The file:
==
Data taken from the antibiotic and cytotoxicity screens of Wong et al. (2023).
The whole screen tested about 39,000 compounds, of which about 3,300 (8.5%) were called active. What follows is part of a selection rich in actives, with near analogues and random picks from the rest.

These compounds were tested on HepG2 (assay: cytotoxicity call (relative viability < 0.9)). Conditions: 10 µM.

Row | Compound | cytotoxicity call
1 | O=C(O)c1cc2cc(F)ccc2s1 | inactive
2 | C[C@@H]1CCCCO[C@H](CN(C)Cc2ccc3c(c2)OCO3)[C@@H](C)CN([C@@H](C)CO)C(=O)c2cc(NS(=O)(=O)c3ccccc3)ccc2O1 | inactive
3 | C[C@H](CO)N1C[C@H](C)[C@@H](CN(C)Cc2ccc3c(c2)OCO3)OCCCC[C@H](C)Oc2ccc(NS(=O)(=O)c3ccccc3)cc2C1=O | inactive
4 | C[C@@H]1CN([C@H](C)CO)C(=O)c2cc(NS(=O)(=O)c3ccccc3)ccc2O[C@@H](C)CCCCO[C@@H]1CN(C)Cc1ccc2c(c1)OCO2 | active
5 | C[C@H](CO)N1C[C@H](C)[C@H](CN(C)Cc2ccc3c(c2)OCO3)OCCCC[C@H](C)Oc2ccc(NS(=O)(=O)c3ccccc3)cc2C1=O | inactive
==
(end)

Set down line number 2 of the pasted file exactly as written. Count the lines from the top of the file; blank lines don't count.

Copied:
The whole screen tested about 39,000 compounds, of which about 3,300 (8.5%) were called active. What follows is part of a selection rich in actives, with near analogues and random picks from the rest.